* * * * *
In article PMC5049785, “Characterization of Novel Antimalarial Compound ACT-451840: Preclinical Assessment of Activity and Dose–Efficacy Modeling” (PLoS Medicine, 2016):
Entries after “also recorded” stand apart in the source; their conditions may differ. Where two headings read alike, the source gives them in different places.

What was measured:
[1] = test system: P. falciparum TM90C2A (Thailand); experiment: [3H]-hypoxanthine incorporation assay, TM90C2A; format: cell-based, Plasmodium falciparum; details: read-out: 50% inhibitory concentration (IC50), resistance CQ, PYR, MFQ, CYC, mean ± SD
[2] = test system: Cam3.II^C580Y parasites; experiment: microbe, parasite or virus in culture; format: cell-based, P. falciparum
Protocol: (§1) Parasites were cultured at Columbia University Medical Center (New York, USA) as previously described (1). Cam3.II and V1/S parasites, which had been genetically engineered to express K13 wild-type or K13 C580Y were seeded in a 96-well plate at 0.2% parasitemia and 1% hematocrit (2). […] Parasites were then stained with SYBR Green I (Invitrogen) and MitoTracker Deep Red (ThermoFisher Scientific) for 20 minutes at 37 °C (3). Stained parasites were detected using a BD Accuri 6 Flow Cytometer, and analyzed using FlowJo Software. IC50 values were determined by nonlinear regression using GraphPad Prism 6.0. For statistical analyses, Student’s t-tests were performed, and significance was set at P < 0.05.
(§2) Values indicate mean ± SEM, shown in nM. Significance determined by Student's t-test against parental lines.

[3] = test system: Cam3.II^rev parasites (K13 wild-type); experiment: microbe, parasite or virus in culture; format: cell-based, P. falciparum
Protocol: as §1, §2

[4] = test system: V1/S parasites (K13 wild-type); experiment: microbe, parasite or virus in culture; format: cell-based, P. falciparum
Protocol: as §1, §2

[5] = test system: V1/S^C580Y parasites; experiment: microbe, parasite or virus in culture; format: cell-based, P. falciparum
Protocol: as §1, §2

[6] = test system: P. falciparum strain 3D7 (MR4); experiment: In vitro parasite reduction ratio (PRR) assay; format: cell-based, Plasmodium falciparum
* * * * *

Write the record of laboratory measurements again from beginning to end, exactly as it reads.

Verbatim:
In article PMC5049785, “Characterization of Novel Antimalarial Compound ACT-451840: Preclinical Assessment of Activity and Dose–Efficacy Modeling” (PLoS Medicine, 2016):
Entries after “also recorded” stand apart in the source; their conditions may differ. Where two headings read alike, the source gives them in different places.

What was measured:
[1] = test system: P. falciparum TM90C2A (Thailand); experiment: [3H]-hypoxanthine incorporation assay, TM90C2A; format: cell-based, Plasmodium falciparum; details: read-out: 50% inhibitory concentration (IC50), resistance CQ, PYR, MFQ, CYC, mean ± SD
[2] = test system: Cam3.II^C580Y parasites; experiment: microbe, parasite or virus in culture; format: cell-based, P. falciparum
Protocol: (§1) Parasites were cultured at Columbia University Medical Center (New York, USA) as previously described (1). Cam3.II and V1/S parasites, which had been genetically engineered to express K13 wild-type or K13 C580Y were seeded in a 96-well plate at 0.2% parasitemia and 1% hematocrit (2). […] Parasites were then stained with SYBR Green I (Invitrogen) and MitoTracker Deep Red (ThermoFisher Scientific) for 20 minutes at 37 °C (3). Stained parasites were detected using a BD Accuri 6 Flow Cytometer, and analyzed using FlowJo Software. IC50 values were determined by nonlinear regression using GraphPad Prism 6.0. For statistical analyses, Student’s t-tests were performed, and significance was set at P < 0.05.
(§2) Values indicate mean ± SEM, shown in nM. Significance determined by Student's t-test against parental lines.

[3] = test system: Cam3.II^rev parasites (K13 wild-type); experiment: microbe, parasite or virus in culture; format: cell-based, P. falciparum
Protocol: as §1, §2

[4] = test system: V1/S parasites (K13 wild-type); experiment: microbe, parasite or virus in culture; format: cell-based, P. falciparum
Protocol: as §1, §2

[5] = test system: V1/S^C580Y parasites; experiment: microbe, parasite or virus in culture; format: cell-based, P. falciparum
Protocol: as §1, §2

[6] = test system: P. falciparum strain 3D7 (MR4); experiment: In vitro parasite reduction ratio (PRR) assay; format: cell-based, Plasmodium falciparum